Happy Teaching!

Written by:

Kate Wagner, BSE

Reading Interventionist, Remote Learning Coach

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A Yummy Double Whammy

As the days get longer and the weather gets warmer, it’s easy to allow our minds to wander to lazy summer days eating sweet treats to the tune of carnival rides and laughter. I’d like to keep this sentiment alive with our next rule: Taffy Apple.

Yummy double whammyPhoto by John Jackson on Unsplash

When it comes to sweets, it’s really difficult to have just one, so let’s have TWO. After all, this is a doubling rule!

Before we dig into this sweet, sticky rule, let’s go over some prerequisite skills your student should have before they begin to double letters in the middle of words.

Before You Begin

Getting Started

What I find challenging about doubling rules is that, although there may be two letters in a row, we can only hear one sound. One letter is voiced, while the other is silent. Therefore, it’s easy to miss a doubling rule.

Start by getting your student acclimated to doubled letters, syllable division, and syllable types. You can do this by giving your student the following list on a piece of paper with the attached guided practice instructions. I have another version of this list in my FREE reproducibles download at the end of this post with an answer key.

"Biting into Doubling

Now that you’ve primed your student for this rule, pull just those words from the list that have doubled letters.

Notice that we already know why two of these words have doubled letters. “Fluff” and “Thrill” both follow an old familiar rule, Sam Loves Fried Zucchini. Of course, Sam Loves Fried Zucchini is only for 1 syllable words. The other words will follow our new doubling rule because our new doubling rule is for the middle of multi-syllable words. As your student taps out the remaining words, make note that there are short vowel sounds at the end of the first syllable in each word, so what you’ll hear is this:

What’s important to connect is that short vowels must be closed by a consonant, so spelling these words as I have them above is a bit of conundrum. Let’s look at the word “Tafy” for example. The ă as it’s written here would be read long (ā) because it’s not closed. Do not fear! We are not without hope for closing these short vowels. All we need to do is double the next sound after the short vowel.

Taffy Apple

As you might have noticed, this is a tricky rule to explain without first taking your student on the same journey that we just took together. And where are we now? Well, we’re at the moment we’ve all been waiting for: the moment we sink our teeth into our new spelling rule. When I think of the name of this rule, I can imagine the sweet, delicious crunch of a taffy apple, and I hope you can too!

Now, it’s easy to forget that this spelling rule is really just that: a spelling rule, rather than a reading rule. Therefore, it’s important to eventually practice this rule without visual assistance, relying on syllable division and vowel sounds. I might give my student an auditory drill with a mix of examples and nonexamples. It might go something like this:

I say ‘Taffy.’ Now, you say ‘Taffy.”


“Tap out ‘Taffy’ into its syllables.”


“Will this word need the doubling rule?”

“Yes, because there is a short ‘a’ at the end of the syllable.”

“Great! Now, try writing it down to double check.”

Important Tips to Consider

Time for Dessert!

Just like our beloved sweet treats, we saved the best for last! I have some FREE reproducibles that I’d like to share as you navigate this new spelling rule. Unlike those impossible carnival games, you don’t have to do anything to win this prize. Simply click and print!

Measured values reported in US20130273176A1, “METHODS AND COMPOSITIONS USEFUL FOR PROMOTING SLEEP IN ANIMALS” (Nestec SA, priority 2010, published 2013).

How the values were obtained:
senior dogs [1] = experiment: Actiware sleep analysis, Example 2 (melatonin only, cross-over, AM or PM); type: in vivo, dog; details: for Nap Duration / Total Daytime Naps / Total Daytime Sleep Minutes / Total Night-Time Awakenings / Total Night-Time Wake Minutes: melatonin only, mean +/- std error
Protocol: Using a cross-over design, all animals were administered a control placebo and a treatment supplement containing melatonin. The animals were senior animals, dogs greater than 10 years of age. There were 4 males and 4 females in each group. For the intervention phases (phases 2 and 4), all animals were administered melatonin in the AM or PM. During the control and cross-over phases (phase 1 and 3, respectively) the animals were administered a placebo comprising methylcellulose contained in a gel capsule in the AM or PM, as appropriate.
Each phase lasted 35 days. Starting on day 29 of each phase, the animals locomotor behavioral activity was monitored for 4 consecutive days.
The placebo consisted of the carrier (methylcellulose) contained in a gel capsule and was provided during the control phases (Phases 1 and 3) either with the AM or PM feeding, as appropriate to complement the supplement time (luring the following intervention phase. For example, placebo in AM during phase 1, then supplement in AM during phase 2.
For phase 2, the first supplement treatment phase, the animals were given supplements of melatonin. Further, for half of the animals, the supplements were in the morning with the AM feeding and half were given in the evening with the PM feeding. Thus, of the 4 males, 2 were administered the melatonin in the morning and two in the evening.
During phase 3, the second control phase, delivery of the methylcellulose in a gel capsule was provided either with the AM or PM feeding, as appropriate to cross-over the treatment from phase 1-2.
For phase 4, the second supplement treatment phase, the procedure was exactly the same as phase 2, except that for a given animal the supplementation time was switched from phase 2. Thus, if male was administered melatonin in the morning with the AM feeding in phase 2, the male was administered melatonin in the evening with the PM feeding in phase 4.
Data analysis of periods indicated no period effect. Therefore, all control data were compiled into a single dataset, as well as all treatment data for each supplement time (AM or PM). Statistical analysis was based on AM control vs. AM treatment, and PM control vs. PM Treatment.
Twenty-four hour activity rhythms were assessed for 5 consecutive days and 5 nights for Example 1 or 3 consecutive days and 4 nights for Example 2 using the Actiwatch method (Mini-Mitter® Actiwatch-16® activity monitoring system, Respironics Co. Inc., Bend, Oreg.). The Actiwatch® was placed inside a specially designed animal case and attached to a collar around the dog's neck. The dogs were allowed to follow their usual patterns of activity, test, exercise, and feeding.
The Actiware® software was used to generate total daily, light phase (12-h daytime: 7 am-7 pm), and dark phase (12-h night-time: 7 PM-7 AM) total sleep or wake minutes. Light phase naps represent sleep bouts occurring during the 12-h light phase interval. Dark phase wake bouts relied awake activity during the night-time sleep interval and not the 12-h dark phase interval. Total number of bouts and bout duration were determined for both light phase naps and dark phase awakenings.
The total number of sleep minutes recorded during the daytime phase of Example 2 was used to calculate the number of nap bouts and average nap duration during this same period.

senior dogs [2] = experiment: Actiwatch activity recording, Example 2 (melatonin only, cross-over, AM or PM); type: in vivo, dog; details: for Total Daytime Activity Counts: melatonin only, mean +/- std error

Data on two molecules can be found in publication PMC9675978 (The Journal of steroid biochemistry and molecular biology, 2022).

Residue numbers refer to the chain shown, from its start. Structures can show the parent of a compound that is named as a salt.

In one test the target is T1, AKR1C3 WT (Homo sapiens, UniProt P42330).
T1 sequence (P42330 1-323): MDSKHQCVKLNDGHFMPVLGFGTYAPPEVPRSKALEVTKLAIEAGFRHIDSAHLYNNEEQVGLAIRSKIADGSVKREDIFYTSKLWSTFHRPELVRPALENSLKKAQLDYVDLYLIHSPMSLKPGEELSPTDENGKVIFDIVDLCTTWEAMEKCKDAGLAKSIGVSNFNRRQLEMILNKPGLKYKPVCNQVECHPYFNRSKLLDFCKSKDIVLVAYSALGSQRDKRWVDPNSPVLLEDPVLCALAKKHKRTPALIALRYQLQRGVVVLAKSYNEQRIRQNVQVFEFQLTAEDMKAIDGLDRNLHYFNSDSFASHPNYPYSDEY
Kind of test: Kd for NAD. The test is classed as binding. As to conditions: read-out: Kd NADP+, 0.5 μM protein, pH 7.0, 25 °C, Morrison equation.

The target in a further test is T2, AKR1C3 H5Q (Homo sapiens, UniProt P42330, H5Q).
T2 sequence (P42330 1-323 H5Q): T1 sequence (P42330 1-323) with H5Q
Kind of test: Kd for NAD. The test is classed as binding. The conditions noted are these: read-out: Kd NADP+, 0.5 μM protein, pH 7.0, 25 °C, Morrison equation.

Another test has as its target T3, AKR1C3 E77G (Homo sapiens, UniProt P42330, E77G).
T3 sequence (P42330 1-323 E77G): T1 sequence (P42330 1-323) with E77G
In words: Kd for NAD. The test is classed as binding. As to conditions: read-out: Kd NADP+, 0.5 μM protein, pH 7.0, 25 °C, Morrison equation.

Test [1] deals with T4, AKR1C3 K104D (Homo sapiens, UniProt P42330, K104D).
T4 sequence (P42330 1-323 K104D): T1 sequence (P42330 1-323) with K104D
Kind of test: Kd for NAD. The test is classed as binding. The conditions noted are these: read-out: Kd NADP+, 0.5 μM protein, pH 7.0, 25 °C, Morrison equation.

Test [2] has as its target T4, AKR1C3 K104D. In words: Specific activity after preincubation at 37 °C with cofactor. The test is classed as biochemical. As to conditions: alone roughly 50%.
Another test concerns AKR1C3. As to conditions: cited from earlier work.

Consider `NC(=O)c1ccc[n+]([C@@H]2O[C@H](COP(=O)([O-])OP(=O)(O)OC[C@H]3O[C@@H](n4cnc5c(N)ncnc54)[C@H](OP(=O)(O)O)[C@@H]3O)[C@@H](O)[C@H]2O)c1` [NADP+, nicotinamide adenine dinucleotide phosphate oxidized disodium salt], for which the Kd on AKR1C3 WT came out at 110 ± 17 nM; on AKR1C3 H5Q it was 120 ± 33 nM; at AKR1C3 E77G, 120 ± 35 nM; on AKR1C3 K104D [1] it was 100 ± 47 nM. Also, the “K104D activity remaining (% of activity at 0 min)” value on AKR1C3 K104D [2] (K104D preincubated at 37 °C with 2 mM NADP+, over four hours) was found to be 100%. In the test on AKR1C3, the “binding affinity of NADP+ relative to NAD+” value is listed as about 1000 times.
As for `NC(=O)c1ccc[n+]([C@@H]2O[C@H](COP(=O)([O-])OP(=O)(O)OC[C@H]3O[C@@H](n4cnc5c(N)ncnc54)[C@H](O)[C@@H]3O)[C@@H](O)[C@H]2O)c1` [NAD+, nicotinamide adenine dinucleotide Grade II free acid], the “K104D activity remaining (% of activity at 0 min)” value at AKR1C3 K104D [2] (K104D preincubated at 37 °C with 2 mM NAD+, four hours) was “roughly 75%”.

Taffy Apple Reproducibles Here

As always, if you found this blog helpful, please share it with your fellow teachers, parents, and interventionists. Interested in learning more? You can find our other spelling topics HERE, and don’t forget to check out our complete guide to spelling at www.Silvermoonspellingrules.com . If you need help understanding syllable division rules see our video section (vlogs) HERE.

Happy Teaching!

Written by:
Kate Wagner, BSE
Reading Interventionist, Remote Learning Coach

The Secret Cricket Has Spoken

Psst...PSST! I have a secret to share with you...I know the secret to spelling a really tricky sound. It’s one of those sounds that even good spellers sometimes mix up. Do you know the best part? I give you permission to share this secret with ANYONE!

If you’ve been following along, I’ve been sharing tips and tricks related to spelling the /k/with its kooky, sometimes pesky, series of spelling patterns. This is the secret to spelling /k/ in the middle of a word.

Before You Begin

● Teach spelling /k/ at the beginning of a word (find out more here)
● Teach spelling /k/ at the end of a word (find out more here)
● Distinguish the differences between long vowels, short vowels, and consonants
● Distinguish between one-syllable and multisyllable words
● Demonstrate ability to divide multisyllable words

Photo by Annie Spratt on Unsplash

Now For the Secret

Before I spill the metaphorical beans, I am going to stress that this rule is only needed for multisyllable words, where there is a need to spell /k/ in the middle of a word. However, if you can recall our other /k/ rules, you’ll be in good shape for this one.

To begin, there are three choices for spelling /k/ in the middle:

C, CK, and K

As with our rule Cubs Can Drink Cola, always try the letter “C” first. If that letter works, stop there. If there is a ssssneaky vowel after the /k/ sound (e, i, or y), then try using “CK.” “CK” will only work if there is a short vowel right before that sound. Does that sound familiar? If so, you may be thinking of the Sick Elk rule. What happens if “C” didn’t work and “CK” didn’t work? Well, your last choice will always be “K.”